Advertiser, a Three - Year - Old,
Trots In 2:IG, Lowering Ills Rec
ord Six Seconds—Palo Alto, Bell
Bird and Arion to go Against Their
. Records To-Day.
Special to the Record-Union.
Stockton, Oct. 20.—Sunol beat the
world's record on the Stockton track to
day, making the mile in __06_, beating
Maud S.s time by half a second. It was
a fast mile from the start and the mare
tinished strong. Marvin did not like the
wind that was blowing up to noon, and
said he would not start Sunol unless the
wind died out. He was urged to make
the attempt, as the day was warm and the
track fast, and at 4 o'clock he concluded
to bring her out, as the wind had gone
down. He jogged her three miles, and
she seemed to fed just right The track
i was rubbed down for the attempt, and
Sunol was driven out for a start, just
before 5 o'clock. A doable set of timers
had been kept busy during the other
racing, and six watches were held on
Sunol, so there could be no question about
the record.
The mare had been driven four miles,
one rather fast, when sho was found
ready for the event of her life. Tim
O'Brien of the Palo stables was stationed
at the half-mile with a runner to accom
pany Sunol to the finish, but she went
alone the nrst half mile. Marvin nodded
for the word on tlie tirst attempt. Presi
dent Shippee shouted "(io," aud Sunol
went out to win the record that Marvin
has been working for so long.
Sunol was guided along just insido the
center of the track which had been pre
pared for her, and Marvin cautioned her
with his long-drawn-out "whoa," tokeep
her from becoming too excited. She
went to the quarter post in ..I_> seconds,
and kept on at her wonderful stride to
the halt-mile post in I:U_ Hat. Here Tim
O'Brien came into the raco with tho
runner. The mare came around the turn
la>ter than any man on the grounds ever
saw a trotter go, and reached the three
quarter post in 1:37. It was a great race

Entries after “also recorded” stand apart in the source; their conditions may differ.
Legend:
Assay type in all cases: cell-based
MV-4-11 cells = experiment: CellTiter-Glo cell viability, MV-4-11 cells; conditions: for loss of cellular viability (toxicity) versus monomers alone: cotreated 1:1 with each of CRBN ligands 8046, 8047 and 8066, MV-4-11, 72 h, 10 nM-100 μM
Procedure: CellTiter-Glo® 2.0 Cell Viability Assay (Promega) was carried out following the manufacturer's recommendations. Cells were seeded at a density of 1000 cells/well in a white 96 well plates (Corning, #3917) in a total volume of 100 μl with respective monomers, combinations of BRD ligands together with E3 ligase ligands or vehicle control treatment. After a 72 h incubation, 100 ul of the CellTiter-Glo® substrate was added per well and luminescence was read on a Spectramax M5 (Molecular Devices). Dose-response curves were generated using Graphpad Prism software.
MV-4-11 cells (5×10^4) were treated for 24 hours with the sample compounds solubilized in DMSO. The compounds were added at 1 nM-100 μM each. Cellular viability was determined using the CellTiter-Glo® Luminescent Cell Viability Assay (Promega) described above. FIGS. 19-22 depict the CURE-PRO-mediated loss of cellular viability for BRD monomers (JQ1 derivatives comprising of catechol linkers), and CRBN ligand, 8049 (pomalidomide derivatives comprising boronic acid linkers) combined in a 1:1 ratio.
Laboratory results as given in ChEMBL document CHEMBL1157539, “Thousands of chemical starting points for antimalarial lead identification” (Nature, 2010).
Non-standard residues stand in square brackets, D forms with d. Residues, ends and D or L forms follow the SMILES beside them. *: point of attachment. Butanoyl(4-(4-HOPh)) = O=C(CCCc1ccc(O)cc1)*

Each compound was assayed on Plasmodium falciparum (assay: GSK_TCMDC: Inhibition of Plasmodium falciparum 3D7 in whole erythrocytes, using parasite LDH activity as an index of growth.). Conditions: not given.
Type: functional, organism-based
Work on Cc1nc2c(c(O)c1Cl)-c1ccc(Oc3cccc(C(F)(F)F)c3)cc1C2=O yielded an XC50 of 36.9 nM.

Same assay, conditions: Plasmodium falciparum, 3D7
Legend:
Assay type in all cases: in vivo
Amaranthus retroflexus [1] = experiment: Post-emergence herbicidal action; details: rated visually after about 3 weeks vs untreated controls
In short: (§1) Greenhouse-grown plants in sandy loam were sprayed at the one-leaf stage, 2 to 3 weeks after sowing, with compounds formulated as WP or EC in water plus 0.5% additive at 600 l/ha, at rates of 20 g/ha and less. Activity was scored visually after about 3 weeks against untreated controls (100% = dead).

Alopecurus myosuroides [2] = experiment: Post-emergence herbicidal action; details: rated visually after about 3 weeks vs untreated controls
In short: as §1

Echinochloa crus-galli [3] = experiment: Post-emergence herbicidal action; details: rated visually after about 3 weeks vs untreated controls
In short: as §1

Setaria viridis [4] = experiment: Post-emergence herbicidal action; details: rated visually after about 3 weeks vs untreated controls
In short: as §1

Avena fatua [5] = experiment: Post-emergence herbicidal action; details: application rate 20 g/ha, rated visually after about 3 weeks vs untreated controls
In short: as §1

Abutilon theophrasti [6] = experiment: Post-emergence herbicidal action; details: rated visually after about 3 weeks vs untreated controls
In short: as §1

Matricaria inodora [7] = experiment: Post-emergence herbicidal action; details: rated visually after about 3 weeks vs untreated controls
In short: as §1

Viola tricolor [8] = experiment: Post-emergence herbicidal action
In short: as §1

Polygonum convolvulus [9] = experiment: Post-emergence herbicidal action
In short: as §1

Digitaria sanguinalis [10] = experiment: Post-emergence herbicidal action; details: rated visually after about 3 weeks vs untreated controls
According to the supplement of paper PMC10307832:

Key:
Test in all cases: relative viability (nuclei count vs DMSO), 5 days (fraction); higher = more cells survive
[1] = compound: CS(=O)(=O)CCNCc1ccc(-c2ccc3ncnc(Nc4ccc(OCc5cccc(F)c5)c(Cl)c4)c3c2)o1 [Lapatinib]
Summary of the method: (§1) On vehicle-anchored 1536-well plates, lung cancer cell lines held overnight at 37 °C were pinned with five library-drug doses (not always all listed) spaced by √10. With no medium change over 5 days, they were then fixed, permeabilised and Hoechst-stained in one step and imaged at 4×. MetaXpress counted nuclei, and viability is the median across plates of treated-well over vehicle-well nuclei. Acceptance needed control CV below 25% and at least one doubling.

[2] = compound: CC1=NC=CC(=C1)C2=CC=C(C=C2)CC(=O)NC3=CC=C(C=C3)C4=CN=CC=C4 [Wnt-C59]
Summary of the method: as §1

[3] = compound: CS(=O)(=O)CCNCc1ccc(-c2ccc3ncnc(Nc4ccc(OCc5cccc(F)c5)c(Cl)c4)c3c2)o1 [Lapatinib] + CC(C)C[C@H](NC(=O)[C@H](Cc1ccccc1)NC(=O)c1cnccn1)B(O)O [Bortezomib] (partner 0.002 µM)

against time as she came down the stretch.
As she tinished, the excited timers
shouted: "She's got it! She'll beat it!"
Sunol came home in a magnificent finish.
Marvin knew he had the race, and he en
couraged the mare all the while, calling
on her, but not using the whip. Every
body shouted as she went under the wire
in 2&__.
It was the gamest finish ever seen on a
race track. Six timers compared their
watches, and they were exactly the same,
2:084. There Avas no watch On the grounds
to dispute the correctness of the records,
except to make it taster by a quarter of a
second. The crowd yelled like a lot of
crazy men, and cheer after cheer went up
for Sunol and Marvin.
Marvin was greatly pleased with the
result, but be was quiet and had little to
say. He said to a reporter that they will
hammer at that figure a long time.
Previous to Sunol's great feat, Marvin
came out first with Advertiser, three
years old. and drove him a mile in 2:16
fiat, lowering his record six seconds. His
quarters were .-."J-, l-o__k 1:-0 i, 2:10.
L. U. Shippee. s Kilrain then trotted
against 2:24, and made the mile in 2:22f,
Palo Alto stable's Lady Kingwell, by
Electioneer, went against her record of
2:17 and made the mile in 2:1 ...
Fred Talbot's Mount Hood went against
_.:_•>' and made the mile in 2:22/.
Shippee. a Captain Thorn, a pacer, three
rears old, record ______ made a mile in
A. T. Hatch's Guide, by Director, went
against her record of 2:l7^'. lie was
driven by Hickok, and reduced his rec
ord to 2:10*.
Martin Carter's Lida .V., a pacer, by
Nutwood, went against 2:2;, and on the
second attempt made a record ot 2:is;.
John McCloud's Mount Vernon, by
Nutwood, reduced his record from 2:lSj
to 2:ls.
L. 0. Shippee's Tbornwood, by Haw
thorn, lowered his record from 2:2i)i to
2:2 V.,.
Calo Alto's Hazel, by Clay, made a
record of 2_28 in a match with Hailstorm,
by Anteo.
Tlie Palo Alt.) stallion Palo Alto, 2:12];
!"■• [] Bird, holding the world's record for
yearlings, 2:27,, and Arion, winner of the
world's record for two-year-olds, _.15i,
will go against their records to-morrow]
Several others will also start.
LOS a.m;i:i,i;s RACKS.
- Ano':i.ks, Oct. 20.-Four thousand
people attended the second day of the
Sixth Di-trict Fair. Following is a sum
mary of the day's events:
1 nfinished -:_. trot, McKinney won,
Lu.-y B, second. Best time, ___7_.
Three-year-old trot, Redonde won.